You know that you’ve heard it. Topping
the charts and all over the radio in recent months there was that
mournful voice crooning: “It’s too late to apologize… It’s too late…”
The funny thing is, this grand rock ballad
came off of the new CD by dance/hip hop impresario Timbaland (Justin
Timberlake, Aaliyah). However, while Tim added his own mix,
the tune is all OneRepublic.
band turned out to be the first band signed to Timbaland’s new label
Mosley Music Group, which is distributed by mega-label Interscope. Then
Timbaland did a remix of their single “Apologize” for his own disk as a way to
introduce the band before their recently released debut disk Dreaming Out Loud.
“It’s funny, because Tim and [lead
singer] Ryan [Tedder] used to work together years ago,” explains band
drummer Eddie Fisher. “Ryan was doing stuff with Bubba Sparxxx and
other producers. Things I guess didn’t work out and Ryan was forced to
go his separate way for the moment. It was all on good terms. They
didn’t have any hard feelings for each other. So, that was kind of
“Apologize” doesn’t sound like the kind of stuff
that Timbaland – who had made his name on dance jams like “Get UR Freak
On,” “Sexyback” and “Promiscuous” would pick to feature.
However, the band
knows that things aren’t always what they appear.
“Tim… it’s funny, he’s not into hip
hop. He loves alternative rock people, you know? I don’t even care for
some of the music that he likes.” Fisher laughs.
“I mean, I like it, but it’s not something that I would put as a musical
influence. To be honest, I can’t even think of one artist off the top
of my head right now. He’s pretty eclectic. He’s pretty artistic
musically. He loves hip hop but he loves alternative rock. He loves
classical. He wouldn’t even be opposed to do something with Carrie
OneRepublic is made up of
singer/pianist Tedder, guitarist Zach Filkins, keyboardist Drew Brown,
bassist/cellist Brent Kutzle and drummer Fisher. The band was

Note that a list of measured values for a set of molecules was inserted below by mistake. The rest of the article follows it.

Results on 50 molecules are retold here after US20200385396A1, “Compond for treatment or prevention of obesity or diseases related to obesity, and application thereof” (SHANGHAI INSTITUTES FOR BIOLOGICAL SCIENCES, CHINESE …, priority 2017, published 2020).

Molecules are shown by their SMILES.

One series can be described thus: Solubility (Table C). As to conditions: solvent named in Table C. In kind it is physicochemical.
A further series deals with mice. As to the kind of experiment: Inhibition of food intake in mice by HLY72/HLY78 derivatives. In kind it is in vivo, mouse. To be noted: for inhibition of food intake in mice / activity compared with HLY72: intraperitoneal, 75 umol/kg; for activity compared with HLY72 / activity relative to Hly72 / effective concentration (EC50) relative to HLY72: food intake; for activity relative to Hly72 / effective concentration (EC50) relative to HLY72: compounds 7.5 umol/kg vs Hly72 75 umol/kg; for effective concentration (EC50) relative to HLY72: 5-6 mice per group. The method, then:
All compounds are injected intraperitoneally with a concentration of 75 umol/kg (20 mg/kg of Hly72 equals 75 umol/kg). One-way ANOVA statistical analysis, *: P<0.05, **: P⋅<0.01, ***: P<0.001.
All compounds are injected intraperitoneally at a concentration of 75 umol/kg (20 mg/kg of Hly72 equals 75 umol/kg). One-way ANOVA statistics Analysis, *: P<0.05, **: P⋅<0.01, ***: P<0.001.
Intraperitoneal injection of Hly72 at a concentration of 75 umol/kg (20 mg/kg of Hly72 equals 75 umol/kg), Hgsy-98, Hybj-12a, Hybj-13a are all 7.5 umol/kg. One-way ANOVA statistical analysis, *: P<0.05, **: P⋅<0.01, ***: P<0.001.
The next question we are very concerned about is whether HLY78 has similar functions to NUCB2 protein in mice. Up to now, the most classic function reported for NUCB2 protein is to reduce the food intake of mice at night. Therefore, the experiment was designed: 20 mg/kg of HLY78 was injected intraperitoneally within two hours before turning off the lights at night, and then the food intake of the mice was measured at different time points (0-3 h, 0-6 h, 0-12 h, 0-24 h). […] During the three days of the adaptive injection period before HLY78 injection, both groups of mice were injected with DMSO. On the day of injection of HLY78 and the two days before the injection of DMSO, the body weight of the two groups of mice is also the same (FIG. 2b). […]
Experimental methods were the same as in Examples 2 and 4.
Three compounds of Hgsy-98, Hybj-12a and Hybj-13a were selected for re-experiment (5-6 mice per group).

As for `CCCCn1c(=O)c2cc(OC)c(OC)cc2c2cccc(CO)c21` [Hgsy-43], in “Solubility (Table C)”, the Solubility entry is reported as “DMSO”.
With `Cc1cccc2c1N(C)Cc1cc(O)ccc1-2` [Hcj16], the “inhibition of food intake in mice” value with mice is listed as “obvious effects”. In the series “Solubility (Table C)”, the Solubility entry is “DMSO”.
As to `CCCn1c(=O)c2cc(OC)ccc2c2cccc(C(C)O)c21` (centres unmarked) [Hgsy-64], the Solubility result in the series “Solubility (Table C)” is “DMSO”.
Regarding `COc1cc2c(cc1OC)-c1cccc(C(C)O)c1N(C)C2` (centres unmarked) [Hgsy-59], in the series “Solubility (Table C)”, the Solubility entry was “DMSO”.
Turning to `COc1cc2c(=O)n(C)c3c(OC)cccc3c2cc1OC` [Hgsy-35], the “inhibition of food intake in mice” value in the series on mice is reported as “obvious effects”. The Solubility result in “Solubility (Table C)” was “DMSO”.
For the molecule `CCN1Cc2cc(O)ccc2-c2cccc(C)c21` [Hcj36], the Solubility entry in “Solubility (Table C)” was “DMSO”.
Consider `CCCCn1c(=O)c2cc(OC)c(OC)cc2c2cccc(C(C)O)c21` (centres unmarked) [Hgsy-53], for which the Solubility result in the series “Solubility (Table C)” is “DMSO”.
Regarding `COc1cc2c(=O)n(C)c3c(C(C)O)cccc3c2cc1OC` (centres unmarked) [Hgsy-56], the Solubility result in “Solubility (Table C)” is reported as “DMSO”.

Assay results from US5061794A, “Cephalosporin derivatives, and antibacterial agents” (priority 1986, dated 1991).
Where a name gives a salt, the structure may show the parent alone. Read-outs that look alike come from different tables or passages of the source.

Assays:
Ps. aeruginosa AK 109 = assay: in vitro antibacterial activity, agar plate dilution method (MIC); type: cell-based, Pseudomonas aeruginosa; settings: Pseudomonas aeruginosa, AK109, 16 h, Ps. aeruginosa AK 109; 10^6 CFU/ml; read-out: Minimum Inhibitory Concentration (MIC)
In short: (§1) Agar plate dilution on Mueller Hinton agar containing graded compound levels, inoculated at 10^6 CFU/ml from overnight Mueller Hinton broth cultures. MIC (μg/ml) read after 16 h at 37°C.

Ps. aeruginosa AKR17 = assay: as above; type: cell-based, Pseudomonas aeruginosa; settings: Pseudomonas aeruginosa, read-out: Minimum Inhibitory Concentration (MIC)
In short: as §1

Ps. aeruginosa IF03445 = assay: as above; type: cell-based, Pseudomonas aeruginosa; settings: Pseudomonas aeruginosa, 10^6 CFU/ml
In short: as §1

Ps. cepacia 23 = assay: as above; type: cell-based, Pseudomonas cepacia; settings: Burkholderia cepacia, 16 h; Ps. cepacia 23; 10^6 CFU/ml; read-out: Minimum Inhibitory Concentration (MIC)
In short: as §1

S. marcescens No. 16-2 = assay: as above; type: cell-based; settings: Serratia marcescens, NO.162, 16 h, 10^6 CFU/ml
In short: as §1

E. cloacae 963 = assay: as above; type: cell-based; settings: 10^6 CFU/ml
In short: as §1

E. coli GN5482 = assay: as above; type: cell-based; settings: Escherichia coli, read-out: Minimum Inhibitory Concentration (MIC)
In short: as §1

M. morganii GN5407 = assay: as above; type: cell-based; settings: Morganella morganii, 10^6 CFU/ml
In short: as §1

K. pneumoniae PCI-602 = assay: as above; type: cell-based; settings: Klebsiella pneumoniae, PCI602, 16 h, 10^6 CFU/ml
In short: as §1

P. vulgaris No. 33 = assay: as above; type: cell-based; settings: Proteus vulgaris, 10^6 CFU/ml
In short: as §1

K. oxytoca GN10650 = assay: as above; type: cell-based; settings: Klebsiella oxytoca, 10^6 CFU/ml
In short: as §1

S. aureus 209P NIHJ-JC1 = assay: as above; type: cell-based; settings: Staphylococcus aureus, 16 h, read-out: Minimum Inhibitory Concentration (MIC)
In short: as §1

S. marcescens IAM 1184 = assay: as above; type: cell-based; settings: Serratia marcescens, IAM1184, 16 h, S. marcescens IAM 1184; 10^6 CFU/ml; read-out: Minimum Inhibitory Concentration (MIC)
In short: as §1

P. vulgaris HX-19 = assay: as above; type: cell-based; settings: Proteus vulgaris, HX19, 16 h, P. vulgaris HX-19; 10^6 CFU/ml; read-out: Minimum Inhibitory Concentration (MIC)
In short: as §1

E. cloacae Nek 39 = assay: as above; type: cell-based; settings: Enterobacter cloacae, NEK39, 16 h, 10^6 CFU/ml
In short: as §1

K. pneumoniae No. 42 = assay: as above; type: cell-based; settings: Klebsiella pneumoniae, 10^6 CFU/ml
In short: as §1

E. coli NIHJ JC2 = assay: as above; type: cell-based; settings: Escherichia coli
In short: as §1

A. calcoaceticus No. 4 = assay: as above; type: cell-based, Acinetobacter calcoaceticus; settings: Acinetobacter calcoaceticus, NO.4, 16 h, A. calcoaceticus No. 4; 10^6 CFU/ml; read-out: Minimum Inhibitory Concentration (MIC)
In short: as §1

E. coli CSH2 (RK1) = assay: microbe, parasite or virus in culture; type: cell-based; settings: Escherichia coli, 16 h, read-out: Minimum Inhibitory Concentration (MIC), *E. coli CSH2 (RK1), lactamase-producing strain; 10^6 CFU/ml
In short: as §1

originally started by Tedder and Filkins, who were friends in their
native Colorado Springs. When they moved to LA to pursue music they
hooked up with the rest of the band.
“It was almost four years ago,” Fisher
says. “The previous bass player had asked me to try out for what was at
the time called Republic. I’m like, yeah, totally. He sent me some
music – which was ‘Apologize’ and a couple of other songs that actually
didn’t make the record. I tried out. And… here I am. They enjoyed what
I had to give to them.”
of a low-key memory for his entrée to a band that is on top of the
charts, but this laissez-faire
attitude to getting the job is not so out of character with his music
background. Fisher was a local Cali guy who had almost just stumbled
into music. He never learned as a small child, never grew up expecting
to be a rock star. It all came later for him.
“Back in high school, my brother had a
set of drums in his room. I used to always sit in there and fiddle
around with it. I was like, man, this is so fun. And he’s like ‘Dude,
you picked it up so fast. You should take lessons.’ I’m like, nah… I
don’t want to take lessons, because I don’t know if I want to do this.
So, after high school, I moved away from my
father and moved in with my mother down in Orange County. I had
some neighbor friends who both were drummers. They were brothers. I
was, dude, let’s go play drums! I just grew into it and
finally got my own drum set for like $250.00. It was a piece of junk,
but man, I played the crap out of that,” Fisher laughs.
Even after hooking
up with OneRepublic, it took a while for
Fisher's beating on that kit to get widespread notice. In fact, the breakout single
“Apologize” has been recorded for a few years now. The group had
previously been signed to Columbia Records and recorded a CD which ended
up never getting a release. On the aborted
project were many of the songs which would
end up forming the band’s current release – including the mega-smash hit
single. That sound you hear coming from the Sony building is some
Columbia execs kicking themselves.
“Columbia just kind of brushed us
off,” Fisher acknowledges. “We had a
complete album. We were done. We had eleven songs. They said –
basically in a nutshell – that they weren’t going to put it out. It was
going to be shelved. They decided to drop us, which – I’ve got to
be honest, thinking about it now
– I’m so happy they did. Interscope
came and picked us up. Tim picked us up. We had some new songs in
mind. Tim was 100% like, ‘Right on. Let’s try it. Let’s do it.’ So
we took some songs off the old Columbia album and added four or five new
ones. ‘Say’ being a new one. ‘All Fall Down.’ ‘Come Home.’ ‘Won’t
Stop.’ Those are all new fresh ones.”
Timbaland did come to the rescue
– however, he wasn’t alone. Actually, before Tim even considered taking
the band on, they became a sensation on MySpace, where they had posted
some of the songs that had been recorded. The spreading buzz not only
eventually led the band back onto a new label, but also kept the guys